Why training out-tasking represents a growing solution for corporate learning.
The complexity of locating, hiring, and managing a team of qualified trainers, especially on short notice and with a need to cover multiple locations, can be daunting.
If any of the following scenarios seem familiar, then your company is probably also wrestling with the stresses associated with coordinating the large-scale training programs associated with these major business initiatives:
- Postmerger or acquisition integration.
- Upgrading or implementing new technology.
- Expanding operations or opening a new location.
- Entering the process of complying with new regulations and laws.
And while you are struggling to keep up with these growing educational needs, you also may be wondering how that training might relate to your strategic business goals, or how you can link training costs to bottom-line return?
Increasingly, businesses are turning to out-tasking, an arrangement where selected services are provided by an external service provider, offering access to skilled expertise, a manageable and variable cost structure, and opportunities for increased focus on an organization’s core business. Businesses keep control of the training function, but gain a strategic partner that can address key needs at a reasonable cost.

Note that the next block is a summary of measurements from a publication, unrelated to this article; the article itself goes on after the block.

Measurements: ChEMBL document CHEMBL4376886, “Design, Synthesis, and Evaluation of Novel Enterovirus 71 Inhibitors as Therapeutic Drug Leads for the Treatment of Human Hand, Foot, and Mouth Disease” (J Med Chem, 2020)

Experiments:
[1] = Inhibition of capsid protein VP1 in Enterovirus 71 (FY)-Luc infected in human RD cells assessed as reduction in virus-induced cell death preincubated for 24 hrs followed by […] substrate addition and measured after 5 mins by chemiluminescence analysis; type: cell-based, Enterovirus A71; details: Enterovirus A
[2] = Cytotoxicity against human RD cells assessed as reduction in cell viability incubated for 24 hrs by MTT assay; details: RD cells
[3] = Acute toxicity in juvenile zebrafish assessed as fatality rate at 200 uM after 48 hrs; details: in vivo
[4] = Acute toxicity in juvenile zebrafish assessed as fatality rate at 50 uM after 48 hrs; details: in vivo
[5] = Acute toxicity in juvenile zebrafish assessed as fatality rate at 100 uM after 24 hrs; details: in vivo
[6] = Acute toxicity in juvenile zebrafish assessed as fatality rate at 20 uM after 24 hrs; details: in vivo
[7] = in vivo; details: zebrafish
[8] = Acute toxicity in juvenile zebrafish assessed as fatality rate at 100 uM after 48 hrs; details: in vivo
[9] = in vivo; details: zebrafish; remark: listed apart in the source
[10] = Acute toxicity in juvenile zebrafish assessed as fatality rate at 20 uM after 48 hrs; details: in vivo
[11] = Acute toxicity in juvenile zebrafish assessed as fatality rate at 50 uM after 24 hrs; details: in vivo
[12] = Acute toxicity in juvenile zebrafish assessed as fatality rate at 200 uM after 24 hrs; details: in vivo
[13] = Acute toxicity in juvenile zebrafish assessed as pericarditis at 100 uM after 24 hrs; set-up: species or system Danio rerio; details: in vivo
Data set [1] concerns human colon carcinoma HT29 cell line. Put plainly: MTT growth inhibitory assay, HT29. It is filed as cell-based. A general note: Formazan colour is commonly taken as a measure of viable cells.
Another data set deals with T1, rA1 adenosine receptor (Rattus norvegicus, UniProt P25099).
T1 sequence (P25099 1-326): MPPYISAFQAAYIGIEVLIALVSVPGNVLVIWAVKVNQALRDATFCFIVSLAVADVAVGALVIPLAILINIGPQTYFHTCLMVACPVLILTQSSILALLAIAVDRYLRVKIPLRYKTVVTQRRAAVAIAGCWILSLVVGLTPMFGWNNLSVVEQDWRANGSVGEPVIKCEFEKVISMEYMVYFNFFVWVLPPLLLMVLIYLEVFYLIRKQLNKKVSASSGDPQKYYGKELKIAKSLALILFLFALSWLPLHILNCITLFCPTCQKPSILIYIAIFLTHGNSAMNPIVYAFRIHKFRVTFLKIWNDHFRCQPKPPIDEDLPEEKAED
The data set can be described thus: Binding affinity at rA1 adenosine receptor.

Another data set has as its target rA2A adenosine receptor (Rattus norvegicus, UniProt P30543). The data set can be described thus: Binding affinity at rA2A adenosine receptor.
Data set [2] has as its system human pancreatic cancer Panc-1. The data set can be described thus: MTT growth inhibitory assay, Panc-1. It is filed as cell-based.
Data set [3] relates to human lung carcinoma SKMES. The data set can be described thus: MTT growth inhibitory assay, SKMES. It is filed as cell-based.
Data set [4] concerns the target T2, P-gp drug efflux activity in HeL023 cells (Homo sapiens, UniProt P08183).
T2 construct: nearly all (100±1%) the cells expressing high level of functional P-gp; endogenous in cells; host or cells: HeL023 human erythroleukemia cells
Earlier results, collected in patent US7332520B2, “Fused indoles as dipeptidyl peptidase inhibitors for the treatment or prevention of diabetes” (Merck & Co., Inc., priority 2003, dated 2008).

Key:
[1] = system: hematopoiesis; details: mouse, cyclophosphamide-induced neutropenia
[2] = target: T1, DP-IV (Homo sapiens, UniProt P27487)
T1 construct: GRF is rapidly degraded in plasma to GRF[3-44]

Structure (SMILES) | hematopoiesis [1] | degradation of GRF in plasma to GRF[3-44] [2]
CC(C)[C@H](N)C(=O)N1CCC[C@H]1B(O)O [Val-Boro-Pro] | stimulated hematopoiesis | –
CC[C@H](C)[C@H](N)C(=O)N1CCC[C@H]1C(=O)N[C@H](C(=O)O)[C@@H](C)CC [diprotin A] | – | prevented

Challenges faced by training managers
The corporate training function is championed by a training manager, or in smaller organizations, a human resources manager. This individual must be able to deal with unexpected projects when a company experiences rapid business growth, respond quickly to change, and provide timely education to employees on the latest developments affecting their organizations.
The training or HR manager is constantly evaluating the availability of internal resources to determine what support is required to satisfy training and business objectives. That role is balanced with determining how to maximize internal staff through periods of growth, dormancy, and downturn.